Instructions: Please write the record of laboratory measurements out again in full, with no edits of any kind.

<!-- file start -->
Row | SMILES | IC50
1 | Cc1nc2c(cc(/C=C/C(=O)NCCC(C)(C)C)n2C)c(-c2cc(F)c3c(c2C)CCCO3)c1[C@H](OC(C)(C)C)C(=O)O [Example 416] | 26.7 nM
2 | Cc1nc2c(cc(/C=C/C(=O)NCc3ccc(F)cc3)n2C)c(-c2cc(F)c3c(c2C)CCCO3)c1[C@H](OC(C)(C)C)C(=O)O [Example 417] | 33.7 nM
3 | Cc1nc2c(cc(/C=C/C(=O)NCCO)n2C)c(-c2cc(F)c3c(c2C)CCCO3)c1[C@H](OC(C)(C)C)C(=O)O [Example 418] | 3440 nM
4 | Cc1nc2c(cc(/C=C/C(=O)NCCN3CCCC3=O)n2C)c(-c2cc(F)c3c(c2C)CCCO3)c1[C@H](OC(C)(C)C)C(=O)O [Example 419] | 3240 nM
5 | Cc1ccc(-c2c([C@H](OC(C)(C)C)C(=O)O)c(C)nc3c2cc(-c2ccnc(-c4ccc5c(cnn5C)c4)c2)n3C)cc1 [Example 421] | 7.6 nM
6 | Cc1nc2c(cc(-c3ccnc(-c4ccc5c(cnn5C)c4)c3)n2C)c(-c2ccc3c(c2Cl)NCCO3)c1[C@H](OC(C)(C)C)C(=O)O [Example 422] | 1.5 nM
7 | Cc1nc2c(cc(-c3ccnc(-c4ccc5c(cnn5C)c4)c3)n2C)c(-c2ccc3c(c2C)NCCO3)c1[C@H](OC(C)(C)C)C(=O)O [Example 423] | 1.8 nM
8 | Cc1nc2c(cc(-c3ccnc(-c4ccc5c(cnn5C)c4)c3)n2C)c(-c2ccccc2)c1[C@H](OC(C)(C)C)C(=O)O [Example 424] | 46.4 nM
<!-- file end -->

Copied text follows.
Row | SMILES | IC50
1 | Cc1nc2c(cc(/C=C/C(=O)NCCC(C)(C)C)n2C)c(-c2cc(F)c3c(c2C)CCCO3)c1[C@H](OC(C)(C)C)C(=O)O [Example 416] | 26.7 nM
2 | Cc1nc2c(cc(/C=C/C(=O)NCc3ccc(F)cc3)n2C)c(-c2cc(F)c3c(c2C)CCCO3)c1[C@H](OC(C)(C)C)C(=O)O [Example 417] | 33.7 nM
3 | Cc1nc2c(cc(/C=C/C(=O)NCCO)n2C)c(-c2cc(F)c3c(c2C)CCCO3)c1[C@H](OC(C)(C)C)C(=O)O [Example 418] | 3440 nM
4 | Cc1nc2c(cc(/C=C/C(=O)NCCN3CCCC3=O)n2C)c(-c2cc(F)c3c(c2C)CCCO3)c1[C@H](OC(C)(C)C)C(=O)O [Example 419] | 3240 nM
5 | Cc1ccc(-c2c([C@H](OC(C)(C)C)C(=O)O)c(C)nc3c2cc(-c2ccnc(-c4ccc5c(cnn5C)c4)c2)n3C)cc1 [Example 421] | 7.6 nM
6 | Cc1nc2c(cc(-c3ccnc(-c4ccc5c(cnn5C)c4)c3)n2C)c(-c2ccc3c(c2Cl)NCCO3)c1[C@H](OC(C)(C)C)C(=O)O [Example 422] | 1.5 nM
7 | Cc1nc2c(cc(-c3ccnc(-c4ccc5c(cnn5C)c4)c3)n2C)c(-c2ccc3c(c2C)NCCO3)c1[C@H](OC(C)(C)C)C(=O)O [Example 423] | 1.8 nM
8 | Cc1nc2c(cc(-c3ccnc(-c4ccc5c(cnn5C)c4)c3)n2C)c(-c2ccccc2)c1[C@H](OC(C)(C)C)C(=O)O [Example 424] | 46.4 nM